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Pregnancy and COVID-19: study indicates increased risks in cases contracted during the third trimester of pregnancy



Mariona Folguera
Coronavirus antibodies were detected in 14% of the pregnant women tested

UOC course instructor and tutor Elisenda Bonet-Carne heads up research project to study the effects of COVID-19 in pregnancy

Although the elderly were initially the population group most affected by the COVID-19 pandemic, children and pregnant women have also been added to the list of groups most at risk of contracting the disease or exhibiting more serious symptoms. According to a study conducted by the BCNatal Fetal Medicine Research Center research group, headed up by Eduard Gratacs, with the participation of Universitat Oberta de Catalunya (UOC) University Master's Degree in Data Science course instructor and tutor, Elisenda Bonet-Carne, the risk of pregnant women developing complications when infected with COVID-19 increases during the third trimester compared to the first trimester.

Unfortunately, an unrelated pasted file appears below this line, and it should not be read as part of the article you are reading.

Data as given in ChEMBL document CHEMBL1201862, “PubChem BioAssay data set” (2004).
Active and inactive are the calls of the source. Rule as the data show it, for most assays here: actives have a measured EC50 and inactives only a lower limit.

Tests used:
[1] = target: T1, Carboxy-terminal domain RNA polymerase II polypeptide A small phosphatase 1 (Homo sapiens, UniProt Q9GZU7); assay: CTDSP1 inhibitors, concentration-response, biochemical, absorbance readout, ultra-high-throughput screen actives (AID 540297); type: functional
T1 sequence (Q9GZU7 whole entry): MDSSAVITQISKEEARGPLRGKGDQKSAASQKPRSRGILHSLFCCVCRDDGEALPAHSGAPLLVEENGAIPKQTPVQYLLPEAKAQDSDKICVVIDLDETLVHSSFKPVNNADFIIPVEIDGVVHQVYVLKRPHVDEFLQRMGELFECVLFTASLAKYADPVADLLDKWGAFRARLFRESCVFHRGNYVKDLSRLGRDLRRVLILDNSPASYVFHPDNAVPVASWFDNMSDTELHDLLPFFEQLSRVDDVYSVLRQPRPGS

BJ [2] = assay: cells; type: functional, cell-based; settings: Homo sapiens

This is the preliminary conclusion of the analysis of the nasopharyngeal and blood samples collected from more than 6,000 women – 3,000 pregnant women and 3,000 non-pregnant women – and other relevant data regarding the symptoms, medical history and pregnancy of each of the subjects. Blood samples were also collected from the babies of those mothers who tested positive for COVID-19.

The research group is now carrying out further investigation to examine the symptoms presented and subsequent immune responses. Bonet-Carne said: "According to our preliminary findings, 14% of the 874 pregnant women sampled tested positive for coronavirus antibodies. The majority of those cases had been asymptomatic and many of the women only discovered they had contracted COVID-19 as a result of having the test."

The scientific manager of the BCNatal Fetal Medicine Research Center outlined the fact that the project also aims to identify whether other "factors related to maternal nutrition, stress or microbiomes play a part in influencing susceptibility to contracting COVID-19 and the severity of infection in pregnancy," as these aspects have previously been found to have a significant impact in relation to other respiratory infections. Despite this, the working group has stressed that, in general, pregnant women experience mild symptoms in line with those recorded for the non-pregnant group, although they have pointed out that there is a "higher risk" for pregnant women who contract the illness in their third trimester.

The study found that pregnant women are "particularly vulnerable in terms of collateral damage", i.e. the long-term social, economic and welfare consequences. As such, the team is "joining forces at local and international level to carry out the necessary studies" in order to identify these impacts.